Nano and Public Transport in India: An interview

I am glad to introduce Anumita Roychowdhury, Associate Director,Research and Advocacy,Centre for Science and Environment, New Delhi, who has done a useful study on the impact of low-cost small cars in India in October 2007. Here, she gives her responses to my questions in the context of Tata’s Nano getting a huge reception in India. Her article on the issue has been published in Down To Earth dated October 15 2007.

Q: What are your objections against Nano?

A: It is very important to position the debate on small cars very carefully. If we are only comparing cars then small cars are more fuel efficient and space efficient than the bigger cars and SUVs. These certainly give us the advantage of greater fuel savings compared to bigger cars. From that persepctive small cars should be preferred to bigger cars in India.

But we are looking at cars — all cars — big or small — cheap or expensive — from the persepctive of mobility and sustainability. Are cars the best way to move people in our cities? Can our cities deal with the congestion and pollution impacts of the explosive car numbers. It is not an issue of peoples’ right to own cars. But it is about people’s right to sustainable mobility. Should we build our cities for the car owning minority or the commuting majority? It is very clear from all data that we have seen — cars can never meet the mobility requirements of the urban majority even if the car ownership expands phenomenally.

There will never be enough space for all to move in cars in our cities. Car numbers are already booming in India even without the Nano cars. Cities like Delhi and Bangalore are registering 1000 vehicles per day. The nano car and more cars like that in future will only accelerate the process. You have seen the state of congestion and pollution in Kolkata where according to its city development plan 61 per cent fo the households still do not own cars. And the city has no scope of expanding its road space.

Small cars can be more fuel-efficient, but their sheer numbers will undercut the fuel savings possible from the energy savings possible from public transport.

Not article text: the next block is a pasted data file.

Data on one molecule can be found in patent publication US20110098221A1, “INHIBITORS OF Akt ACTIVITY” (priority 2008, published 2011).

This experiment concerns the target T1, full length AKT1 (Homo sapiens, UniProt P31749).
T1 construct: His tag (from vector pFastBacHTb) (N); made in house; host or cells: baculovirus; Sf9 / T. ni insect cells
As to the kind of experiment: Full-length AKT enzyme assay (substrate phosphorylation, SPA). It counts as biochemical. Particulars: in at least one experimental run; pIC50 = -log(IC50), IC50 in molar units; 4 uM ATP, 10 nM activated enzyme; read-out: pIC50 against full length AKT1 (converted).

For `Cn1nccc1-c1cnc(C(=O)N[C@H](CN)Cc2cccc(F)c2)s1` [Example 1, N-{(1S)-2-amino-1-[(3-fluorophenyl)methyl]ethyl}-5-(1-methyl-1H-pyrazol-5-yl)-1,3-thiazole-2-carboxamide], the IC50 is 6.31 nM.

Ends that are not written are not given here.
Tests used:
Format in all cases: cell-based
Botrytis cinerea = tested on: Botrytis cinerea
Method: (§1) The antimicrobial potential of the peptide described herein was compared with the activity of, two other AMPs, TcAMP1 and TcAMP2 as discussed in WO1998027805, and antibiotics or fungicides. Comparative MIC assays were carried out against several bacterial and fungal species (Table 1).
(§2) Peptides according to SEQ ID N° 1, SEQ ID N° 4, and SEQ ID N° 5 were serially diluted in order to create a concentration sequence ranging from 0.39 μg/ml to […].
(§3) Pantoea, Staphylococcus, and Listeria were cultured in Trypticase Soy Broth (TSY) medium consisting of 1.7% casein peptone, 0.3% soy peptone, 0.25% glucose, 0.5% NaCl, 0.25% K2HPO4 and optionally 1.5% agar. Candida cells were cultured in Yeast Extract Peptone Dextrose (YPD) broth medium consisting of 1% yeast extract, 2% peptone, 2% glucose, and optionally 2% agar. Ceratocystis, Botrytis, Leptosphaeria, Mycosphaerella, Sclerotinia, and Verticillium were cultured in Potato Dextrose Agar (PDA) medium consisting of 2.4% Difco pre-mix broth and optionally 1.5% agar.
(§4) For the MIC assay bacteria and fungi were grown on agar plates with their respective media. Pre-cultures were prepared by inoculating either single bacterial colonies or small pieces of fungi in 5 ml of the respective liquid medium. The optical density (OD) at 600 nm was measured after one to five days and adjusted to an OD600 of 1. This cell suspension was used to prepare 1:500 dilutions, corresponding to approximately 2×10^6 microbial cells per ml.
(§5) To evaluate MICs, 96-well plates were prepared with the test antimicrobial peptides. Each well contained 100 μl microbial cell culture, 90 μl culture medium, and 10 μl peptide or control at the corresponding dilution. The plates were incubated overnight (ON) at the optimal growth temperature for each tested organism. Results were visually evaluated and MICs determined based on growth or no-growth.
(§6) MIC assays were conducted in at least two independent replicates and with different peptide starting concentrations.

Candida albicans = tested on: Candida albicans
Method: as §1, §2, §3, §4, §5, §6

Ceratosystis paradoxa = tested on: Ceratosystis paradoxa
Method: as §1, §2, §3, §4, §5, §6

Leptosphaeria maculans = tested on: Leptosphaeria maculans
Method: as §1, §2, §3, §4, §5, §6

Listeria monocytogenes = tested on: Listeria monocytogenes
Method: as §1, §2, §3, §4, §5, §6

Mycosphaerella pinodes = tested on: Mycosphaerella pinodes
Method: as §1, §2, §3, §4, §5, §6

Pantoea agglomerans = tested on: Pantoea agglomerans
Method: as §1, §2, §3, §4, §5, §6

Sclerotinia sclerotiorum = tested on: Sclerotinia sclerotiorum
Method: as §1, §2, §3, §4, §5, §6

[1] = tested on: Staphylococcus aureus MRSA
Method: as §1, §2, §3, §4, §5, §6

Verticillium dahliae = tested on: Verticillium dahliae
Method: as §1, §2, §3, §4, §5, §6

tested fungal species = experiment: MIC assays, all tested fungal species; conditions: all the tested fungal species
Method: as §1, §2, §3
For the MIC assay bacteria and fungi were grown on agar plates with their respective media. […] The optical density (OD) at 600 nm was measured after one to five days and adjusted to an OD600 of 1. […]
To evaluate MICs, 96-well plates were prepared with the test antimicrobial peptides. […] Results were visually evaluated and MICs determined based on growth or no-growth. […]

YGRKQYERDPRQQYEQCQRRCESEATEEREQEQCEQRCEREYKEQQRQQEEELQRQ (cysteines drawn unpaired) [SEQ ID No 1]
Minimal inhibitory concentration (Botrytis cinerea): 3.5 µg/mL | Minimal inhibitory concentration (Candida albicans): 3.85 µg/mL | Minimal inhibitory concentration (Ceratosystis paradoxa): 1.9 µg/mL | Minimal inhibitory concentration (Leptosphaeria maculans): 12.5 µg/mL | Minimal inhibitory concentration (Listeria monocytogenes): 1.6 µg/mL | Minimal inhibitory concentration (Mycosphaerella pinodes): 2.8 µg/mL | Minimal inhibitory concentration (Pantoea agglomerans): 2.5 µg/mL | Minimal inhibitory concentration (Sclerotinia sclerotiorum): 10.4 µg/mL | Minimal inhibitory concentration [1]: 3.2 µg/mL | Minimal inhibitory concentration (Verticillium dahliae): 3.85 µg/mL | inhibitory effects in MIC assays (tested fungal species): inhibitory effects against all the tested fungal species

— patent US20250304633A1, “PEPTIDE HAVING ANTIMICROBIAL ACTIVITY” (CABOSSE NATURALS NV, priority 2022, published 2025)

If any city thinks it is possible to meet air quality standards and congestion free roads by pursuing car centric growth will be proven terribly wrong like any other city in the West. Look at Delhi which is most privileged to have more than 20 per cent of its land area under road network. And yet with only a quarter of its households owning cars the city roads are already choked. The land area needed to keep the cars parked in Delhi is nearly 10 per cent which is close to the total green area in Delhi.

There is no further space left to build more roads or provide parking. The city will now have to rise vertically up to build flyovers or multi storied car parks but even that will not help. The personal vehicles in Delhi already use up nearly 80 per cent of the road space but meet only 20 per cent of the commuting demand in the city. But buses that occupy just 3 per cent of the road space meet more than 60 per cent of the travel demand. But the city governments are not looking at the ways to improve the public transport infrastructure to provide comfortable transport for the majority.

Cars already enjoy enormous hidden subsidy in India. Public policy does not aim to recover the full cost of owning and using a car. For instance, the cost of using urban space for parking and using roads, pollution and health damages are not reflected in the taxes and road pricing. At the same time the car industry is constantly minimising its tax contributions and externalising the true costs of its products. A 2004 World Bank study shows that buses on a per passenger basis use one tenth of the road space of that of private cars but the total tax burden per vehicle kilometer is 2.3 times higher for public transport buses than cars in Indian cities. If the cost of investments in the multilevel car parks is fully reflected in the parking charges then car owners will have to pay Rs 30-40 per hour. But car owners pay only 10 rupees.